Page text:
However, though the storyline is functional and derivative, it is unarguably good fun. What really lets this volume down is the artwork. Collins’ work is bog-standard in some cases, astonishingly scrappy in others. The impact of many of the battle scenes is lost amidst the scribbling, and certain panels are so small and cramped that it becomes virtually impo-sible to tell what’s happening. The colour work doesn’t help, being quite unsympathetic to the line work, even though it apparently took five people to do. A real problem point is the depiction of the regulars, who rarely look anything like either Matt Smith or Karen Gillan. Occasional close-up shots manage to do them justice - would it be terribly cynical to suggest that these have the essence of a reference photo to them? And, although there’s probably no way around this, it is strangely anachronistic seeing the primary-coloured new Daleks inhabiting the 1960s and 1970s Who backdrops. I can’t help but feeling that having Daleks more closely based on the originals would work much better, but then, that probably wouldn’t sell as many toys.
What a release like this needed was someone willing to take a chance, to hire an author and artist who could bring something new and challenging to an already flooded market. IDW have experimented with artists new to Who; true, it has been to mixed success, but at least their comics stand out and demand a browser’s attention. The overwhelming sense with this volume is that of a missed opportunity.
Copyright © Daniel Tessier 2010
Daniel Tessier has asserted his right under the Copyright, Designs and Patents Act, 1988 to be identified as the author of this work.
Amongst this last Christmas Day’s stocking fillers was a copy of what could be considered the first Doctor Who graphic novel, and what is definitely my first Doctor Who comic book – The Only Good Dalek by Justin Richards and Mike Collins. Wrapped in a suitably colourful and glossy dust jacket, this slim black hardback with gold lettering couldn’t have been any more appealing to the eye from the outside, and for the first time ever for me, I can safely say the same about a book’s inside too.
Originally having started life as the tenth Doctor’s Dalek Project, Justin Richards’ story has patently been written to look good, rather than to read well, and look good it does. Doctor Who stalwart Mike Collins delivers some stunning renderings of the novel’s set pieces, some of which span more than a page, never mind a single panel. Generally speaking I’m ambivalent about the “New Dalek Paradigm”, but I must admit that in this medium, the chunky and colourful new Dalek race looks extraordinary, and it’s great to see Richards carving up the ranks and having the blue strateg-ists scheming and the red warrior drones swarming around the story’s focal space station - some of this novel’s panels read like a rendering of The Parting of the Ways on acid. I don’t think I’ll ever be as keen on any Dalek design as I was the battle-worn bronze of 2005-2009, but in the world of pencils and ink they wouldn’t have looked half as striking as they do in resplendent red, blue and orange.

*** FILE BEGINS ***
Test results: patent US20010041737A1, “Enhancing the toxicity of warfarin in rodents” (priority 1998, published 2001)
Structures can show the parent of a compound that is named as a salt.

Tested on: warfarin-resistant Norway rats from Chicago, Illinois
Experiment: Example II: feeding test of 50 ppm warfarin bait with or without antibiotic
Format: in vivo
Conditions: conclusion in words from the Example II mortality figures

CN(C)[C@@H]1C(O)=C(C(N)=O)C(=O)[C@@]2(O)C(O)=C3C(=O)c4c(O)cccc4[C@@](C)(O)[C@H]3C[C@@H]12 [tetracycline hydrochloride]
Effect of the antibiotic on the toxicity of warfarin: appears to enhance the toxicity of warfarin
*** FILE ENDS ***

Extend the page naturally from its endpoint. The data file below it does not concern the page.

However, even as a newcomer to the world of Doctor Who comics, I can see that Collins has hardly covered himself in glory when it comes to his depictions of the Doctor and Amy. I realise that graphic novels are an art, and photo-realism isn’t the name of the game, but even so Collins’ romantic, dashing portrayal of Eleven and the wantonly befreckled Amy Pond fail to evoke their live action counterparts; indeed, we have the most peculiar of Doctors looking, for the most part, like a handsome action hero. This is offset to a certain degree by the odd close-up panel and Richards’ perfectly-pitched dialogue, but this still doesn’t quite redress the balance.
The narrative itself is more of a ‘Best of the Best of the Daleks’ than it is even a ‘Best of the Daleks.’ Varga plants; Slythers; Bret Vyon and Sara Kindgom; Robomen; even marauding Og-rons - Richards draws upon in-numerable Dalek stories here (even Pond muses about Daleks “pretending to be good” again), cherry-picking whatever he thinks will look good on the page and shoe-horning it into a loose-fitting plot about a scientist trying to create a Dalek who’s not only free of his genetic conditioning, but actively reveres all life. Anything of weight or consequence is glossed over in favour of colour and spectacle, and Richards’ characterisation in particular is lacking his usually deft touch.
But here’s the thing - I loved every single second of it. Having spent 2010 labouring through some of Doctor Who literature’s most opaque tomes, I tore through The Only Good Dalek in about as long as it would take me to watch an episode on television, not pausing to let a single critical thought breathe until I’d finished. I can now see why the Daleks’ 1960s comic outings are so revered, and what’s more, if this is how much I enjoyed a Doctor Who strip that our resident comic book guy labels a “missed opportunity”, then it certainly bodes well for those that he champions.
Copyright © E.G. Wolverson 2011
E.G. Wolverson has asserted his right under the Copyright, Designs and Patents Act, 1988 to be identified as the author of this work.